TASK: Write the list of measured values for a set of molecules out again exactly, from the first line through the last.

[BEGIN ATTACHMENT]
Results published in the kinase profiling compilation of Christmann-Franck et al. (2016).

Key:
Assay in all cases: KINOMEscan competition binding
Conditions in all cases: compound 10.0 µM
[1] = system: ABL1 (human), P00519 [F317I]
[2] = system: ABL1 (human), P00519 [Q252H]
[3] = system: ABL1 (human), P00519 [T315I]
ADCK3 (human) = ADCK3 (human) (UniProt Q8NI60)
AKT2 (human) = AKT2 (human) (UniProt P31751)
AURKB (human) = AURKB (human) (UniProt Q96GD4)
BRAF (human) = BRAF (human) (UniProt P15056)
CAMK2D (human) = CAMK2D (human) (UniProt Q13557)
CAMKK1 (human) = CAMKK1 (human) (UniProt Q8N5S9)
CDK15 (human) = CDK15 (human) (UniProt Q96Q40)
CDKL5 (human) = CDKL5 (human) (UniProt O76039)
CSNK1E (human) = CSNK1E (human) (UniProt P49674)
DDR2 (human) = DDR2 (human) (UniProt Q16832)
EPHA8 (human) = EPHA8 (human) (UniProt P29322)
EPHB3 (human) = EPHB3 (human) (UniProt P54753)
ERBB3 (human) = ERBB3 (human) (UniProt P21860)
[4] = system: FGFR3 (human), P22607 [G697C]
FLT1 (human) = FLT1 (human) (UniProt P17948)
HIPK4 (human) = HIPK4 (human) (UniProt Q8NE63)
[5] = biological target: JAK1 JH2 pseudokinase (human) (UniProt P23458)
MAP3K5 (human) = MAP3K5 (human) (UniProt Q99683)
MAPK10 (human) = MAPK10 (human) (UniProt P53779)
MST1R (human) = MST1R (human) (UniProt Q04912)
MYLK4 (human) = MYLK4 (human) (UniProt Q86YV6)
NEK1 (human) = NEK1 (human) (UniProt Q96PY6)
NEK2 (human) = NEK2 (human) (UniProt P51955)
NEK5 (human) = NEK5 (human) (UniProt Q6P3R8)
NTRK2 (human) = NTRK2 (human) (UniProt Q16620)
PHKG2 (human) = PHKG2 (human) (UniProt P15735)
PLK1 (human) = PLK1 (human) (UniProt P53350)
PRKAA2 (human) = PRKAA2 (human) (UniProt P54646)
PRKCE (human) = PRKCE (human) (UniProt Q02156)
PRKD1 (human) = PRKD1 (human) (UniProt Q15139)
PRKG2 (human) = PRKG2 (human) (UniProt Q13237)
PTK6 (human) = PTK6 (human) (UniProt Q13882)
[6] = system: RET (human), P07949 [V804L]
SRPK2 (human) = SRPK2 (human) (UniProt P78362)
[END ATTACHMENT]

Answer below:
Results published in the kinase profiling compilation of Christmann-Franck et al. (2016).

Key:
Assay in all cases: KINOMEscan competition binding
Conditions in all cases: compound 10.0 µM
[1] = system: ABL1 (human), P00519 [F317I]
[2] = system: ABL1 (human), P00519 [Q252H]
[3] = system: ABL1 (human), P00519 [T315I]
ADCK3 (human) = ADCK3 (human) (UniProt Q8NI60)
AKT2 (human) = AKT2 (human) (UniProt P31751)
AURKB (human) = AURKB (human) (UniProt Q96GD4)
BRAF (human) = BRAF (human) (UniProt P15056)
CAMK2D (human) = CAMK2D (human) (UniProt Q13557)
CAMKK1 (human) = CAMKK1 (human) (UniProt Q8N5S9)
CDK15 (human) = CDK15 (human) (UniProt Q96Q40)
CDKL5 (human) = CDKL5 (human) (UniProt O76039)
CSNK1E (human) = CSNK1E (human) (UniProt P49674)
DDR2 (human) = DDR2 (human) (UniProt Q16832)
EPHA8 (human) = EPHA8 (human) (UniProt P29322)
EPHB3 (human) = EPHB3 (human) (UniProt P54753)
ERBB3 (human) = ERBB3 (human) (UniProt P21860)
[4] = system: FGFR3 (human), P22607 [G697C]
FLT1 (human) = FLT1 (human) (UniProt P17948)
HIPK4 (human) = HIPK4 (human) (UniProt Q8NE63)
[5] = biological target: JAK1 JH2 pseudokinase (human) (UniProt P23458)
MAP3K5 (human) = MAP3K5 (human) (UniProt Q99683)
MAPK10 (human) = MAPK10 (human) (UniProt P53779)
MST1R (human) = MST1R (human) (UniProt Q04912)
MYLK4 (human) = MYLK4 (human) (UniProt Q86YV6)
NEK1 (human) = NEK1 (human) (UniProt Q96PY6)
NEK2 (human) = NEK2 (human) (UniProt P51955)
NEK5 (human) = NEK5 (human) (UniProt Q6P3R8)
NTRK2 (human) = NTRK2 (human) (UniProt Q16620)
PHKG2 (human) = PHKG2 (human) (UniProt P15735)
PLK1 (human) = PLK1 (human) (UniProt P53350)
PRKAA2 (human) = PRKAA2 (human) (UniProt P54646)
PRKCE (human) = PRKCE (human) (UniProt Q02156)
PRKD1 (human) = PRKD1 (human) (UniProt Q15139)
PRKG2 (human) = PRKG2 (human) (UniProt Q13237)
PTK6 (human) = PTK6 (human) (UniProt Q13882)
[6] = system: RET (human), P07949 [V804L]
SRPK2 (human) = SRPK2 (human) (UniProt P78362)